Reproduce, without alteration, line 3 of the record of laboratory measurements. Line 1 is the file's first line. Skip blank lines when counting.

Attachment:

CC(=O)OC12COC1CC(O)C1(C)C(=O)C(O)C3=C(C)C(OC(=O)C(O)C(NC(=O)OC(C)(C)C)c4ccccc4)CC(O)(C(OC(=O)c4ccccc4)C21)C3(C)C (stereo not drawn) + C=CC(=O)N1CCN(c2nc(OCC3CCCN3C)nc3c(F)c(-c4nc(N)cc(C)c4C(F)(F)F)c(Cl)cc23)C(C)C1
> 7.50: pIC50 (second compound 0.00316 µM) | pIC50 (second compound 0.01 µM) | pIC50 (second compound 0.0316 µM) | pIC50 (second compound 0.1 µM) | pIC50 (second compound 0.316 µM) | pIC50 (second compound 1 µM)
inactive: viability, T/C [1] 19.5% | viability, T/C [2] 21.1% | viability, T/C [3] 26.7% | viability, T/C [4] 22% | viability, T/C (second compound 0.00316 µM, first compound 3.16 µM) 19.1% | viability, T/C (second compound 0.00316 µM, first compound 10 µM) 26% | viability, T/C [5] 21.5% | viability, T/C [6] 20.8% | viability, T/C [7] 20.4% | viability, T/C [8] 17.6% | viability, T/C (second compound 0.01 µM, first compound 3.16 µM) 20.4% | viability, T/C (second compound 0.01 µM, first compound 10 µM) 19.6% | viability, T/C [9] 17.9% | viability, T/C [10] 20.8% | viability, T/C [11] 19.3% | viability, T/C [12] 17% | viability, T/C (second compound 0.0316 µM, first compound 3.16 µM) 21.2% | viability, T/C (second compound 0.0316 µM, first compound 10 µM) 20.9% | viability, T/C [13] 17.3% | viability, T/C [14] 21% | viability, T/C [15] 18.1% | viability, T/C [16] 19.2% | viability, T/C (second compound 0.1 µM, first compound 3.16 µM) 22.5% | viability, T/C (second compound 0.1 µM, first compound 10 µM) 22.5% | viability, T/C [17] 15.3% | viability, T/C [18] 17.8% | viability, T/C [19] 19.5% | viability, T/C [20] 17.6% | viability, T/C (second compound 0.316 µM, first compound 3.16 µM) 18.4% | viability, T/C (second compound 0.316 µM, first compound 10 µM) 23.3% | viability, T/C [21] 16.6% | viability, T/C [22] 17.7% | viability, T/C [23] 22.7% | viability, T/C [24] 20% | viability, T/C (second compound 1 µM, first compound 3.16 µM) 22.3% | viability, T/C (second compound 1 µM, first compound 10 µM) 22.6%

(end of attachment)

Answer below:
inactive: viability, T/C [1] 19.5% | viability, T/C [2] 21.1% | viability, T/C [3] 26.7% | viability, T/C [4] 22% | viability, T/C (second compound 0.00316 µM, first compound 3.16 µM) 19.1% | viability, T/C (second compound 0.00316 µM, first compound 10 µM) 26% | viability, T/C [5] 21.5% | viability, T/C [6] 20.8% | viability, T/C [7] 20.4% | viability, T/C [8] 17.6% | viability, T/C (second compound 0.01 µM, first compound 3.16 µM) 20.4% | viability, T/C (second compound 0.01 µM, first compound 10 µM) 19.6% | viability, T/C [9] 17.9% | viability, T/C [10] 20.8% | viability, T/C [11] 19.3% | viability, T/C [12] 17% | viability, T/C (second compound 0.0316 µM, first compound 3.16 µM) 21.2% | viability, T/C (second compound 0.0316 µM, first compound 10 µM) 20.9% | viability, T/C [13] 17.3% | viability, T/C [14] 21% | viability, T/C [15] 18.1% | viability, T/C [16] 19.2% | viability, T/C (second compound 0.1 µM, first compound 3.16 µM) 22.5% | viability, T/C (second compound 0.1 µM, first compound 10 µM) 22.5% | viability, T/C [17] 15.3% | viability, T/C [18] 17.8% | viability, T/C [19] 19.5% | viability, T/C [20] 17.6% | viability, T/C (second compound 0.316 µM, first compound 3.16 µM) 18.4% | viability, T/C (second compound 0.316 µM, first compound 10 µM) 23.3% | viability, T/C [21] 16.6% | viability, T/C [22] 17.7% | viability, T/C [23] 22.7% | viability, T/C [24] 20% | viability, T/C (second compound 1 µM, first compound 3.16 µM) 22.3% | viability, T/C (second compound 1 µM, first compound 10 µM) 22.6%